It lies solely with Turkey and not with the two leaders of Cyprus. We even got to the point of discussing the national anthem, the flag. We were making significant progress and we were getting into the details. I suggested that there should be a triptych. What were the convergences we had achieved, what were the minor differences and what were the major differences? To make sure that we could conclude. Unfortunately, Eide would not listen, so progress could be made. We needed to conclude with smaller differences and then move on to the major issues, where we would need, as we did for the first time in Crans-Montana, the presence of the three guarantors at the table for the first time – the two communities plus the European Union, even if only as an observer. This was one of the most important achievements in the course of the Cyprus issue. The failure was entirely due to the intransigence of Turkey, whose strategic objective has always been, whether since 1956, the events of 63, or 83, when they declared the pseudo-state – the first attempt was then, not now… They simply took advantage of the deadlock and unfortunately here I have to express a frustration that I have with the secretary-general: The next day he was supposed to attend the scheduled G20 meeting in Hamburg, if I am not mistaken. Therefore, he spent very few hours on a half-century problem. But, it is not for the few hours. He could, instead of ending the dialogue that evening, have postponed it. As the thought was, if we ended up closing the issue of guarantees on the troop issues, the prime ministers of the three guarantor nations plus the two communities would meet to decide.
It sincerely saddens me, and it is one of the burdens I carry, to have been so close to finding a solution. I was the seventh president, all presidents without exception made efforts, some less, some more, with differentiations, to find a solution that would lead to a functioning state, a state that would last, that would be in line with the European acquis, that would fully safeguard our Turkish-Cypriot compatriots. Unfortunately, Turkey’s strategic objective remained the one that was first stated in 1956, reiterated with the events of 63, the objectives etc, to be recorded in 83 for the first time and formalized on April 25, 2021 in Geneva, at the informal meeting convened by the secretary-general.
Does the next president have any hope of being part of a more advanced process?
I have no doubt about the president’s intentions. What I do doubt is whether Turkey finally realizes how many benefits will come out of having a Turkish-Cypriot controlled state, whether in terms of European relations, Euro-Turkish relations, peace in the region, exploitation of energy resources without problems etc. There will be stability in the whole region, because as a result of the aggressive policy, it is not only limited to Cyprus, it extends to the Aegean, Libya, Syria, Iraq, Nagorno-Karabakh. It is a situation which, if a solution is found to the Cyprus issue, will lead to improved relations with a number of countries in the region and with the European Union. The prospects are unprecedented for us, but especially for Turkey.
How much of a role does the absence of an Akinci on the other side play? Is Turkey the main obstacle?
I will relate just one incident and it is not new. In Geneva, in January, we agreed that maps would be submitted, on the territorial issue, and this is the first time that the Turkish side, the Turkish-Cypriot community, would submit a map. Our difference was limited to only a half percent. I insisted that it be limited to 27%. He wanted 28% or so, I don’t remember exactly. The territorial area of the Turkish Cypriot-administered territory. The maps were submitted. Erdogan was furious because he insisted that they should not have been submitted. And after that January [in 2017], he received Mr Akinci much later, in June, before going to New York and then to Crans-Montana. Unfortunately, Turkey has always been the regulator and interferer on the negative side. Turkish Cypriots, because of their economic dependence on settlers, the presence of the Turkish Army, have always been under oppression. Akinci was a courageous Turkish Cypriot who dared, but unfortunately did not have the power to enforce agreements, which is why there was so much backtracking from what was agreed.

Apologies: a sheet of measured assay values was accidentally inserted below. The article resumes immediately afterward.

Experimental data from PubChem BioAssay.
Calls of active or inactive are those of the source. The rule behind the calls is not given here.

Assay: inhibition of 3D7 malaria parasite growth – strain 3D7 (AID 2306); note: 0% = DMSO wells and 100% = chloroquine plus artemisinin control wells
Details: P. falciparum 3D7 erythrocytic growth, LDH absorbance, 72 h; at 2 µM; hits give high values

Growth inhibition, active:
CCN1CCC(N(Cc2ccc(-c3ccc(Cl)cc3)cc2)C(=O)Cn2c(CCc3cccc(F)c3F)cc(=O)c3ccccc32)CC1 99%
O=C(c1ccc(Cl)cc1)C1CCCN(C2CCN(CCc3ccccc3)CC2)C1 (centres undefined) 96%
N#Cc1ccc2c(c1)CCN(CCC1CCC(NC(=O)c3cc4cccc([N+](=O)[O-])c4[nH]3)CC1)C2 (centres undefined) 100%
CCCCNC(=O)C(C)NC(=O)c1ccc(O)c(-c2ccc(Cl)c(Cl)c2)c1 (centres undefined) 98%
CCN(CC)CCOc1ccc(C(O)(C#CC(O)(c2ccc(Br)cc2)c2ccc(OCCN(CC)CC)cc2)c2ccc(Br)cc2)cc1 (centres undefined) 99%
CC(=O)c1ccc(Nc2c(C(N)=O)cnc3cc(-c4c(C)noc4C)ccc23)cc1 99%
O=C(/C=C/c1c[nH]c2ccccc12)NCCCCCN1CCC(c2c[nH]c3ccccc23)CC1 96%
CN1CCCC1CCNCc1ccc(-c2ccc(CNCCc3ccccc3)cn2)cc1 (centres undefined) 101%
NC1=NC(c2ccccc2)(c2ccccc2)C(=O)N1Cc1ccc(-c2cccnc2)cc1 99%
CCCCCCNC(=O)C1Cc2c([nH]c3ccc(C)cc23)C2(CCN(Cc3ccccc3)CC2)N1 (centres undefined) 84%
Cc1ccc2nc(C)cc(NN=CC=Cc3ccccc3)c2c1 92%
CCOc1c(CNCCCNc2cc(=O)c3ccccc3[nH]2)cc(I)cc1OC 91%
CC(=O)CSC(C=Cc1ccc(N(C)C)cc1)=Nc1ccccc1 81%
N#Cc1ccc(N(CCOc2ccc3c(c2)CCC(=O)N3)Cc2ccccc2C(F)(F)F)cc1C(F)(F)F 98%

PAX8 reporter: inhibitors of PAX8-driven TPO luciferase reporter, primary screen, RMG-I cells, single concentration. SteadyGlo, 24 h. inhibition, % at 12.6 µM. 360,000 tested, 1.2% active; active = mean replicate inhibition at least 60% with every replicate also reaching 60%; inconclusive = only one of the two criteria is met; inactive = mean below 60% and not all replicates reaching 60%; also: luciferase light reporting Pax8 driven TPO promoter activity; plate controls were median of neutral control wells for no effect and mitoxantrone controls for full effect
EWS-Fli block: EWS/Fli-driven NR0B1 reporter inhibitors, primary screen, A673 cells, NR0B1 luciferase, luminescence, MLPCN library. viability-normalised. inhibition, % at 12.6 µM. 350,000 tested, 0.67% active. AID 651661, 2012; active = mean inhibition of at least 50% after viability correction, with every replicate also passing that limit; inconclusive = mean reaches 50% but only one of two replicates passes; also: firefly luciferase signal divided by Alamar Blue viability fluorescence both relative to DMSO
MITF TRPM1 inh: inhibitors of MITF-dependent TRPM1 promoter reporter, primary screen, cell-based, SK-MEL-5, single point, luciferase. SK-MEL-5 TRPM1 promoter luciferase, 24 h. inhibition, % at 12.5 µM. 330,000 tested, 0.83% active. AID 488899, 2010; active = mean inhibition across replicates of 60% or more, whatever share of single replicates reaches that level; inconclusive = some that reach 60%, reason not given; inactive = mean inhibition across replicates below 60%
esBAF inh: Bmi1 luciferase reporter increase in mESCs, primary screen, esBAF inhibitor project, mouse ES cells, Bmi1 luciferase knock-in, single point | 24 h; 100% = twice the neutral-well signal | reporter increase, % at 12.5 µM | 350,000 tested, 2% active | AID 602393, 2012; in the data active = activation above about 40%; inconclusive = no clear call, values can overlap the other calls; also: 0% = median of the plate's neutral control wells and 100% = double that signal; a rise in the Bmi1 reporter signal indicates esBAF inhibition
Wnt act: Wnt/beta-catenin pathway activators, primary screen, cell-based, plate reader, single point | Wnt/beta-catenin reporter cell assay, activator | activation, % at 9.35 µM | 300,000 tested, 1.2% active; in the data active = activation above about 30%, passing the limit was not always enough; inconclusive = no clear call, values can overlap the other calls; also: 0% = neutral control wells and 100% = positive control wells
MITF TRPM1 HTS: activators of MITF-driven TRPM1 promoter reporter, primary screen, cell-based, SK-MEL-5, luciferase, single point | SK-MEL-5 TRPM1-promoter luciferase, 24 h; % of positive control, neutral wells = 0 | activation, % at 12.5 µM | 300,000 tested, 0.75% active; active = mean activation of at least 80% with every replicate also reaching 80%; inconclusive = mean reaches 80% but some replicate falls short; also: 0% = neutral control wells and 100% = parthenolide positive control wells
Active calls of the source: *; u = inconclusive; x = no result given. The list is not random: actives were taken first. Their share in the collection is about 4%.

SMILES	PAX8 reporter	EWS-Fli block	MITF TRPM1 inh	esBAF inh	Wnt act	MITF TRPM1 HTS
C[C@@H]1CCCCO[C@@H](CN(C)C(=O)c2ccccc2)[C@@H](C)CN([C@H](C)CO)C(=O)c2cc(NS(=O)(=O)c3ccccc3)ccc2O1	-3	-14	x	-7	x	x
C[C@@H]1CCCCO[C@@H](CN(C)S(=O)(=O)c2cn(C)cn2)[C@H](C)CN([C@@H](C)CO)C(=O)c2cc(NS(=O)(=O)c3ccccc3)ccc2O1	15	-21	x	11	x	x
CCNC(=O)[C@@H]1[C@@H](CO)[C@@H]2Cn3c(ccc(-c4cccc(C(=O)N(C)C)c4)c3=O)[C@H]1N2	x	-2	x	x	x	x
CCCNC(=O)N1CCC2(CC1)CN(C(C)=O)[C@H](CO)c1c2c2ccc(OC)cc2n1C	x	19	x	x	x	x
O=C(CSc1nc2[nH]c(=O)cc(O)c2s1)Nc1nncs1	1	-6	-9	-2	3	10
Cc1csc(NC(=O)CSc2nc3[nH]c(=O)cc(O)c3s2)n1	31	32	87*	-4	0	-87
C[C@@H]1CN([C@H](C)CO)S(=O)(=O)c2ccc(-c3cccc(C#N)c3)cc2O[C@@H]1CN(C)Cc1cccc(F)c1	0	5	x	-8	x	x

Earthquake diplomacy and the challenges ahead
This brings us to the present day with the recent elections. A thought first about the fact that all three candidates in one way or another were your collaborators. And secondly, how do you see the task – difficult possibly because he is not officially supported by either of the two major parties – of the new president?
As far as the protagonists in the electoral battle, Mr Mavroyiannis was indeed my negotiator on the Cyprus issue for nine years. We had excellent cooperation. He is a man of great ethics and expertise. He is a diplomat of great competence. Mr Christodoulides was the director of my diplomatic office, government spokesman and later, for four years, minister of foreign affairs. And of course the chairman of my party, my dear Averof Neofytou. At some point, I mentioned this and some people were displeased. I said that all three are my colleagues. The left chose the negotiator, the centrist parties chose the minister of foreign affairs and the Democratic Rally claimed the chairman, and I said that all three were excellent colleagues of mine, and I was misunderstood. You can’t disavow collaborators, but that doesn’t mean that I didn’t clearly and actively declare my support for the party’s chairman. However, today, Mr Christodoulides was elected. I know him very well. I know just how many skills he has, how much of a workaholic he is, and therefore I trust that with a non-confrontational approach, with a creative dialogue approach, and taking into account the responsibility of the Democratic Rally, and as the party chairman has assured us, everything is possible. I have no reason to say that AKEL is not reliable, but it may be that due to ideological and political differences, it remains, even these days, negative in passing bills etc. Don’t forget that my presidency for a decade was also – from 2014 onwards – a minority presidency. And despite all the deliberations, in respect to what was tabled in the Parliament, thanks to both the people’s demand and the correct handling of the party chairman, and my interventions, we reached the majorities and so we achieved major reforms in the state, as well as, through fiscal discipline, obtaining positive economic results.
Lastly, with the earthquakes in Turkey, is something changing? Is President-elect Christodoulides facing the same scenario or do you hope that there can be a rapprochement between Greece and Turkey? Can something change because of the humanitarian dimension?
The humanitarian dimension is the one that may alter the hostile feelings created by Erdogan’s revisionism, who by saying that they are challenging our sovereignty also created a feeling among the people that we have enemies before us. The earthquake has helped to reverse this. Now, beyond that, it would be risky to say that the objectives are changing. Unless after the elections he finally reconsiders this megalomania of constantly wanting to be armed, constantly wanting to be a superpower. This is to the detriment of the economy, of society, where important funds could be injected, of relations – which again are to the benefit of the economy – with the European Union, with the states in the region, and so let us hope that some fragments of this new feeling between the two peoples can also influence political thinking, so that he accepts that only dialogue and not military threats or airspace violations can give the result and the solution.
What about the Cyprus issue?
It applies to the Cyprus issue as well. If there is a re-approach and dialogue with Greece, the Cyprus issue certainly cannot be left out. And I think that since the Cyprus issue is considered to be a European problem, there are issues related to Euro-Turkish relations, such as the customs union, revision, liberalization, visas and so on, which concern Turkey, which concern Turkish businessmen, and I believe that the whole picture can change. But that is the hope, the expectation. Let us hope that this expectation will come true.